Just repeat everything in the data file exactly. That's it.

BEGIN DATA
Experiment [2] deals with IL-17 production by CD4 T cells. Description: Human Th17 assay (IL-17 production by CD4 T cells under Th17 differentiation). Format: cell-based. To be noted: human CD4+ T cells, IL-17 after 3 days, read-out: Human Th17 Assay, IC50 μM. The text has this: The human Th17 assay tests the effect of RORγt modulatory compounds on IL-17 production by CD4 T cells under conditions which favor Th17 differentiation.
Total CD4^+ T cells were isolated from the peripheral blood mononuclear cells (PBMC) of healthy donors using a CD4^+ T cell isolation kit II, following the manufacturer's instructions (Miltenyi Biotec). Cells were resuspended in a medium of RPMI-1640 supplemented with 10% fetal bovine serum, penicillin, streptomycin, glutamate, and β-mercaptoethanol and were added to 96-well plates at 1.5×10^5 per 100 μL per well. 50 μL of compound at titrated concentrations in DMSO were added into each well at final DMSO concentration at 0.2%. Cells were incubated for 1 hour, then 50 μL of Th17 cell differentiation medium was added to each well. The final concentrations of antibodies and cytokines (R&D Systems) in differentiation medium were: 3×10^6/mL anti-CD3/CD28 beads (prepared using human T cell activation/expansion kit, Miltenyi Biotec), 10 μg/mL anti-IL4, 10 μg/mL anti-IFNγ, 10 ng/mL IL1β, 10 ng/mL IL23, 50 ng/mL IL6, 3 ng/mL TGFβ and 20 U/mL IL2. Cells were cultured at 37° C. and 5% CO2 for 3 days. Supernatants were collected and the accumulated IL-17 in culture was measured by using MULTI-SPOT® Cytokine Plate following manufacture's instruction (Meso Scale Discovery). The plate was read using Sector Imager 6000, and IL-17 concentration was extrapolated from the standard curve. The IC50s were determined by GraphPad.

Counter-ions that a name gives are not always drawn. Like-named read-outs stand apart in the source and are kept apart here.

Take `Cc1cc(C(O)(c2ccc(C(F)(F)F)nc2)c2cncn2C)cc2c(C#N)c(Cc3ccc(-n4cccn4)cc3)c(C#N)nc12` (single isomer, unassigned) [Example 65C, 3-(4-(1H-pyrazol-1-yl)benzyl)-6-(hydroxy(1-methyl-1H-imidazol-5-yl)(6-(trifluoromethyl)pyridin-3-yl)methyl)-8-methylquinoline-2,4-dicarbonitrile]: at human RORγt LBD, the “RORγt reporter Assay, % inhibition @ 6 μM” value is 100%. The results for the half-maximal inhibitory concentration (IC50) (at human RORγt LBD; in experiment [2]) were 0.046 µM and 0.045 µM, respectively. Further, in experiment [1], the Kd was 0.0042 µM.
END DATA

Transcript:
Experiment [2] deals with IL-17 production by CD4 T cells. Description: Human Th17 assay (IL-17 production by CD4 T cells under Th17 differentiation). Format: cell-based. To be noted: human CD4+ T cells, IL-17 after 3 days, read-out: Human Th17 Assay, IC50 μM. The text has this: The human Th17 assay tests the effect of RORγt modulatory compounds on IL-17 production by CD4 T cells under conditions which favor Th17 differentiation.
Total CD4^+ T cells were isolated from the peripheral blood mononuclear cells (PBMC) of healthy donors using a CD4^+ T cell isolation kit II, following the manufacturer's instructions (Miltenyi Biotec). Cells were resuspended in a medium of RPMI-1640 supplemented with 10% fetal bovine serum, penicillin, streptomycin, glutamate, and β-mercaptoethanol and were added to 96-well plates at 1.5×10^5 per 100 μL per well. 50 μL of compound at titrated concentrations in DMSO were added into each well at final DMSO concentration at 0.2%. Cells were incubated for 1 hour, then 50 μL of Th17 cell differentiation medium was added to each well. The final concentrations of antibodies and cytokines (R&D Systems) in differentiation medium were: 3×10^6/mL anti-CD3/CD28 beads (prepared using human T cell activation/expansion kit, Miltenyi Biotec), 10 μg/mL anti-IL4, 10 μg/mL anti-IFNγ, 10 ng/mL IL1β, 10 ng/mL IL23, 50 ng/mL IL6, 3 ng/mL TGFβ and 20 U/mL IL2. Cells were cultured at 37° C. and 5% CO2 for 3 days. Supernatants were collected and the accumulated IL-17 in culture was measured by using MULTI-SPOT® Cytokine Plate following manufacture's instruction (Meso Scale Discovery). The plate was read using Sector Imager 6000, and IL-17 concentration was extrapolated from the standard curve. The IC50s were determined by GraphPad.

Counter-ions that a name gives are not always drawn. Like-named read-outs stand apart in the source and are kept apart here.

Take `Cc1cc(C(O)(c2ccc(C(F)(F)F)nc2)c2cncn2C)cc2c(C#N)c(Cc3ccc(-n4cccn4)cc3)c(C#N)nc12` (single isomer, unassigned) [Example 65C, 3-(4-(1H-pyrazol-1-yl)benzyl)-6-(hydroxy(1-methyl-1H-imidazol-5-yl)(6-(trifluoromethyl)pyridin-3-yl)methyl)-8-methylquinoline-2,4-dicarbonitrile]: at human RORγt LBD, the “RORγt reporter Assay, % inhibition @ 6 μM” value is 100%. The results for the half-maximal inhibitory concentration (IC50) (at human RORγt LBD; in experiment [2]) were 0.046 µM and 0.045 µM, respectively. Further, in experiment [1], the Kd was 0.0042 µM.